We hope that the same intelligence which has allowed them to resolve the complicated political equation which lives among them, will also find the answer for the simple addition which unites peace with justice and dignity, a nation with its original peoples, and democracy with liberty.
Through my voice speaks as well the quiet and efficient work of the National Commission of Intermediation. We especially salute the noble attitude of its president, Bishop Samuel Ruiz Garcia who, in spite of threats, persecution, slander and insults, perseveres in opening paths of peace which we would have chose before had they existed.
Though he is the unwilling and obsessive nightmare of the power which badly governs this country, Mister Samuel Ruiz has learned to walk amidst the intrigues and the traps which intend to eliminate him and follow the path which, long before January 1 of 94, he walked through example; the path of peaceful struggle for justice in this life.
The paradoxes which mark our history as a nation reproduce themselves in the life of this man whose greatest defect is to say the truth, regardless of whether it pleases the powerful.
He who was directly responsible for the rise of our Army and the war which continues today, rests placidly amidst the green of Dublin or any other part of the world where his dollars buy him the appreciation he does not have in his own land. The thief and the criminal is not persecuted.
The one who has done everything possible to avoid war and to add justice and liberty to peace, is considered the major enemy of a clumsy regime, filled with fear and rancor. The just one is fenced in.
Those who want the war ask for the head of Samuel Ruiz Garcia. Those who want peace will have to learn there will be none without him.
The achievements of these days have two values. One is that they allow us to advance with concrete agreements towards the renewal of the Dialogue at San Andres. The other is that they plant the basis of a more rapid solution, which is serious and profound to the conflict.
Today we can say that we are a little closer to San Andres, and paradoxically, further from the reneal of the dialogue. We are nearer to peace.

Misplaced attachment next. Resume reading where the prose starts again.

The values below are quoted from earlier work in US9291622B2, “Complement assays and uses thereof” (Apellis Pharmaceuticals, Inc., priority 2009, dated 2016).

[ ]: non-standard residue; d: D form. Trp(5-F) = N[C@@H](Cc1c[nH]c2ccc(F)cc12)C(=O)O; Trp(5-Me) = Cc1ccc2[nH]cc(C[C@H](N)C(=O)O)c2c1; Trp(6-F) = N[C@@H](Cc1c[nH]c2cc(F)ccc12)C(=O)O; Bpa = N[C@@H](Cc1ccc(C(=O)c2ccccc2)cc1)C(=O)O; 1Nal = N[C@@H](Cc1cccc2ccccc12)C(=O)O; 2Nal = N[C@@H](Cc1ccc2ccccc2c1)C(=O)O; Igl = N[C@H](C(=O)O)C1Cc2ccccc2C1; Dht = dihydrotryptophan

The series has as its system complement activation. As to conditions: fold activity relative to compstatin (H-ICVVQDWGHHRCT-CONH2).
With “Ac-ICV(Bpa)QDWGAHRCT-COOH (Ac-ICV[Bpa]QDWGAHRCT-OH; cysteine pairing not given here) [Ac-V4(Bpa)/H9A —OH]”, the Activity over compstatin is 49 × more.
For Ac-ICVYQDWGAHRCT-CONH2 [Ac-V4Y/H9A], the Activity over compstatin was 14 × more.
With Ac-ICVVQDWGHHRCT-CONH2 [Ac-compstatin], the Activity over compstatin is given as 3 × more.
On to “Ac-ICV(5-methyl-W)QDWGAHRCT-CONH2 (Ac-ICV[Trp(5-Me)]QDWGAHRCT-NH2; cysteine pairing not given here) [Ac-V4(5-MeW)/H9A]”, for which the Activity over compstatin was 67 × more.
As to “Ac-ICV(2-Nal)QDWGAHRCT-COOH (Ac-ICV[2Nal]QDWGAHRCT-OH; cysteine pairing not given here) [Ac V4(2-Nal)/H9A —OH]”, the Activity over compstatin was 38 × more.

We hope that those who govern with the only argument of force understand that they can accomplish the same, and even more, with reason.
In the name of my fellow members of the Indigenous Clandestine Revolutionary Committee-General Command of the Zapatista Army of National Liberation we respectfully ask the Commission of Concordance and Pacification and the National Commission of Intermediation to inform, respectively, about achievements during this Tripartite meeting of the EZLN-Cocopa-Conai.
That is all. Thank you.
by the Indigenous Revolutionary Clandestine Committee
-General Command of the Zapatista Army of National Liberation
Subcomandante Insurgente Marcos
Mexico. October 1996
1. The immediate liberation of all the alleged Zapatistas now in prison and of new prisoners recently arrested in northern Chiapas.
2. A negotiating team with decision making power and the political will to negotiate as well as respect for the Zapatista delegation.
3. The installation of a Verification and Implementation Commission and the implementation of the first agreements made in the table of "Indigenous Rights and Culture"
4. Serious proposals for the next topic of the dialogue "democracy and Justice".
5. An end to the climate of military and police persecution against the indigenous people of Chiapas, including the disappearance of paramilitary groups.
Only one of them, number three, the installation of a Verification and Implementation Commission was agreed upon. The Commission will consist of eight members per party, three from the EZLN and three from the government. The remaining five of each delegation will be invited guests of the two parties. The EZLN, the Cocopa, and the Conai will meet again on November 6th in another attempt to renew the dialogue at San Andres.
Translated by: Cecilia Rodriguez, National Center for Democracy, Liberty and Justice.